A dog’s sense of smell is incredibly powerful- Elvis possesses around 225 million olfactory (smell) receptors in his nose, compared to just 5 million in a human’s. Dogs also make better use of another olfactory organ, Jacobson’s organ, allowing them to detect pheromones which are other chemical communicators of physiology (and possibly pregnancy?). Additionally, the part of a dog’s brain dedicated to analyzing smells is 40 times greater than ours. As a result, a dog’s sense of smell is 10,000 to 100,000 times better than that of humans.
“If you make the analogy to vision, what you and I can see at a third of a mile, a dog could see more than 3,000 miles away and still see as well” said James Walker, former director of the Sensory Research Institute at Florida State University.
Put another way, while we would probably notice if our coffee has a teaspoon of sugar added to it, a dog could detect a teaspoon of sugar in a million gallons of water, or two Olympic-sized pools worth, according to Alexandra Horowitz, a dog-cognition researcher and author of Inside of a Dog.
Because their noses are so sensitive, precautions need to be taken so we don’t inadvertently compromise the results. Samples are double-bagged and stored separately to make sure scent cross-contamination doesn’t occur and the tubes that hold the samples on the training boards are thoroughly washed between samples- a time consuming process. Currently, Elvis is working through two-to-three samples, in replicates, from each of the 17 possibly pregnant bears to ensure his predictions are consistent for the same individual. Each institution will be notified of the results for its bears within the week.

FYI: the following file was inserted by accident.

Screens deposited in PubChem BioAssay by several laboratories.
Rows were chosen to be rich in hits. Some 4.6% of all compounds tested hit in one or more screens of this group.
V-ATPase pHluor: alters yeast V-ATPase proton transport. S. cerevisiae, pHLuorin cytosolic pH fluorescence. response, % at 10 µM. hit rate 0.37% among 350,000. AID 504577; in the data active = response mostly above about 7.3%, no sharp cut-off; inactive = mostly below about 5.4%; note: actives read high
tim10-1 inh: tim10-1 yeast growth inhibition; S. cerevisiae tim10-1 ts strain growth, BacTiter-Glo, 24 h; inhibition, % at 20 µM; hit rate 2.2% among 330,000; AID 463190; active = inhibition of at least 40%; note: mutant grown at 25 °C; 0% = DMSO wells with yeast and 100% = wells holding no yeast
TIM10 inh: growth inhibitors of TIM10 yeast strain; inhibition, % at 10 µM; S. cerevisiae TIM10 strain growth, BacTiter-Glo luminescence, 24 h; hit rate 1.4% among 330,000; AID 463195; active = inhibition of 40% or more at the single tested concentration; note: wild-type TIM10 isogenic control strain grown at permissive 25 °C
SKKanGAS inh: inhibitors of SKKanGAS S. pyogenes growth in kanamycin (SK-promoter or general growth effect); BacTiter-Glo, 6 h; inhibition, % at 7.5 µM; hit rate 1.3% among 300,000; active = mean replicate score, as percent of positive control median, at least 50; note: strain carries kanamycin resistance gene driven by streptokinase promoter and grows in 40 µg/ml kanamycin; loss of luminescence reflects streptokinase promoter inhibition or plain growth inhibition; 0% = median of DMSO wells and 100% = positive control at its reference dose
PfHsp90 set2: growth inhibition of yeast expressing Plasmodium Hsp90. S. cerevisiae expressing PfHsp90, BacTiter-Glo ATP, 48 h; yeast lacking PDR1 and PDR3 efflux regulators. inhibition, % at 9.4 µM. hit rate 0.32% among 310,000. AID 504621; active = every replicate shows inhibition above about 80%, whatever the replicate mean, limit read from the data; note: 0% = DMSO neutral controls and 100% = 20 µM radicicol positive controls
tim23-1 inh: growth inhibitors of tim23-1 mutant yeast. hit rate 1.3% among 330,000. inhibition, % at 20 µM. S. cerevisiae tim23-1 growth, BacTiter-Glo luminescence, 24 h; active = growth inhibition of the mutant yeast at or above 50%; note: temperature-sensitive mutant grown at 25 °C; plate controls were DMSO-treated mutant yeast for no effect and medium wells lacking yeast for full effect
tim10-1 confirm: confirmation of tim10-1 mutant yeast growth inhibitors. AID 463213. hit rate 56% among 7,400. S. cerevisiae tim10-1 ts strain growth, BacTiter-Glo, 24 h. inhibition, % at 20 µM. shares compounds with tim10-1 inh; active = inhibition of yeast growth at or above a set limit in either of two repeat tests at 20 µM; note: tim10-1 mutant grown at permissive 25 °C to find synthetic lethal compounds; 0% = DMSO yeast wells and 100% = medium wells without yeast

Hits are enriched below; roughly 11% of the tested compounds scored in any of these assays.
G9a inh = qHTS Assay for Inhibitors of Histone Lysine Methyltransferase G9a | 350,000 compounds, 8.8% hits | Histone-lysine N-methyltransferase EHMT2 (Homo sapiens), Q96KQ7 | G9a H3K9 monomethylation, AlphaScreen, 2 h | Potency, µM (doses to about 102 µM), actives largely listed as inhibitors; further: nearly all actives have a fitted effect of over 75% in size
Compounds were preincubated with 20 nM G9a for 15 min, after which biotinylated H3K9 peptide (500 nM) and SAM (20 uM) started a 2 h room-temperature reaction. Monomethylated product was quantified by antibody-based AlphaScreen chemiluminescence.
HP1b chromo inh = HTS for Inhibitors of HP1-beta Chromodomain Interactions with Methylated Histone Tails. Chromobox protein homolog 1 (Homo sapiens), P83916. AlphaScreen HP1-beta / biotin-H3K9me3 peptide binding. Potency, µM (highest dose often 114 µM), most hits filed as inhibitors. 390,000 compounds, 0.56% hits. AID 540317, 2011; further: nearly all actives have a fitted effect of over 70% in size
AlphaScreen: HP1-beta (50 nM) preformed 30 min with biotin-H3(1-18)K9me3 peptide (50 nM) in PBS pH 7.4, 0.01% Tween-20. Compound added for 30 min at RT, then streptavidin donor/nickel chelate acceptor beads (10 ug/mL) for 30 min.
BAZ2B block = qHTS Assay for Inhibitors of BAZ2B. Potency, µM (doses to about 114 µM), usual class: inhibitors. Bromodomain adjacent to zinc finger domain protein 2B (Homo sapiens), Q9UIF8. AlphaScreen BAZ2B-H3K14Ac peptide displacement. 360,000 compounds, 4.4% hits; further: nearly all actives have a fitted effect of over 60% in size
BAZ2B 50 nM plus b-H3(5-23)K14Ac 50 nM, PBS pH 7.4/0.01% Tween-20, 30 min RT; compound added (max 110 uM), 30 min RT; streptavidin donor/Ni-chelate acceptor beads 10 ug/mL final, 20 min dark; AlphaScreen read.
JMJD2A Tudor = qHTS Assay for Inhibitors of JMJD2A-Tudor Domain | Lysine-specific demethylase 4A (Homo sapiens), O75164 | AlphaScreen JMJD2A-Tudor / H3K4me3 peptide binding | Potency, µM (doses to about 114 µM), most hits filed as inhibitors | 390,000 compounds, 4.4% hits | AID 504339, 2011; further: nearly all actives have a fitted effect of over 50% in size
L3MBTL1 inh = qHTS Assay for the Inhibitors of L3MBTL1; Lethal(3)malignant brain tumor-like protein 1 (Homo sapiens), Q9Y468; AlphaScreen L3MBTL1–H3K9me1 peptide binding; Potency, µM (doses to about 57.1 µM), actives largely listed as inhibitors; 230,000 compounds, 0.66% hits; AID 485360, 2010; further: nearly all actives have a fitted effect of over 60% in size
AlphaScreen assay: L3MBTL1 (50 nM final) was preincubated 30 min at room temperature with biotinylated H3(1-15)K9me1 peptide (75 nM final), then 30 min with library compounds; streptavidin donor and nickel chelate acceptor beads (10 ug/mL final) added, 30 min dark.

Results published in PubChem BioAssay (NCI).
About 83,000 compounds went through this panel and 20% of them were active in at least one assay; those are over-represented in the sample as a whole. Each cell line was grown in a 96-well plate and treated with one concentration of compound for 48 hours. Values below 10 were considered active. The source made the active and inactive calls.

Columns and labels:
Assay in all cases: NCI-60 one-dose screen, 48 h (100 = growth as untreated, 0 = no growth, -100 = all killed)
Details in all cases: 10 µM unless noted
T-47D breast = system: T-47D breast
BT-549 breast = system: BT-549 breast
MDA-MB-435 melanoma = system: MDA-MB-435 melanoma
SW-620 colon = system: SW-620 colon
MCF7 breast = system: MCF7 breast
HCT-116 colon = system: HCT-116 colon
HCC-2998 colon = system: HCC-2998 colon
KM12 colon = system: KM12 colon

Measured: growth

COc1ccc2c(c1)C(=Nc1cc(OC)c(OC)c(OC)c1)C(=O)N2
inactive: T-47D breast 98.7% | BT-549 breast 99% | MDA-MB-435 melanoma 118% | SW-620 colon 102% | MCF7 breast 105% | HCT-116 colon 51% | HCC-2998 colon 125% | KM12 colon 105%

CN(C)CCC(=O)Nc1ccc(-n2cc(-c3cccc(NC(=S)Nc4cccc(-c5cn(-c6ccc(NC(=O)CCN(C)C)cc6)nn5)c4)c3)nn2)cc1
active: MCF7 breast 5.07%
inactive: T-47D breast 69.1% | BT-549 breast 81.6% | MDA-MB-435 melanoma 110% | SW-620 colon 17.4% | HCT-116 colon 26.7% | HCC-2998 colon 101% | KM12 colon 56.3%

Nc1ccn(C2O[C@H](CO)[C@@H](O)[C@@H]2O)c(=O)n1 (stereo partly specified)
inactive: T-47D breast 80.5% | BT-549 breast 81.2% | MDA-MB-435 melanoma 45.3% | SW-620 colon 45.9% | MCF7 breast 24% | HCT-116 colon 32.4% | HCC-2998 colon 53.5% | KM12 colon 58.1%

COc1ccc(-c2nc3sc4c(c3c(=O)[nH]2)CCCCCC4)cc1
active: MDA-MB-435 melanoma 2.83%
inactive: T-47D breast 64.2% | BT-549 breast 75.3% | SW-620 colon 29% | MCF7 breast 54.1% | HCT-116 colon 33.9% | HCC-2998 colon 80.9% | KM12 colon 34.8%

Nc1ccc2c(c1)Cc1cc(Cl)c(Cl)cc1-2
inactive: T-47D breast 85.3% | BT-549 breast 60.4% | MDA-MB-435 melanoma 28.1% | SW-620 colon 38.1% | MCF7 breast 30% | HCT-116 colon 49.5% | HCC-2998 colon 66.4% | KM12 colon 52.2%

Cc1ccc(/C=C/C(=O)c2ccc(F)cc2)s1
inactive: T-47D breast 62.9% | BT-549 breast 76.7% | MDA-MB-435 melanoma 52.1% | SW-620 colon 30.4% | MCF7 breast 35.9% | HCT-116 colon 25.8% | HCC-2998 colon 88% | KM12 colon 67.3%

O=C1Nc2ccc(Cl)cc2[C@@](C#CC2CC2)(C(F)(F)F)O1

So while it might sound like a terrible job to us, we joke that Elvis is the envy of his peers at Iron Heart High Performance Working Dogs. While the other detection-dogs-in-training are smelling bed bugs, explosives, drugs, or toxic mold, Elvis gets to smell poop and is even rewarded for it- isn’t that every dog’s dream?
November 8, 2013 No Comments
This past summer, CREW‘s aquatic salamander lab welcomed baby waterdogs into the world. Female waterdogs ‘Glitzy’ and ‘Muffintop’ both layed fertile eggs. It has been exciting to witness and document the development of these very elusive animals. It took quite some time before we could see the first evidence of the embryos forming and once they did, it was mesmerizing to watch them develop into full grown waterdog babies. We were rooting for them all the way to hatching!
This photo shows an early time point in waterdog embryo development. You can see the bodies starting to form around the very large yolk sacs. As you notice in the photo, waterdog babies lack pigment early in development.
As the babies progressed in their development, they became bigger and started to show evidence of pigmentation. This video shows early movement in one of the waterdogs while it still resided within the sac. Waterdog babies need to learn to maneuver while still in their sacs in order to be able to hatch themselves out. And hatch themselves out, they did!
After hatching, the babies started to get their ‘groove on’ and learn how to move about. This video was taken right after they successfully hatched and you can see how challenging it was for them to stay upright. Having such a little body resting on a large yolk sac looks funny, but is totally normal for a waterdog baby. The yolk sac is very important, as it provides the energy source for the developing babies. They continue to obtain their nutrients from the yolk sac until they start hunting and eating on their own.
September 20, 2013 1 Comment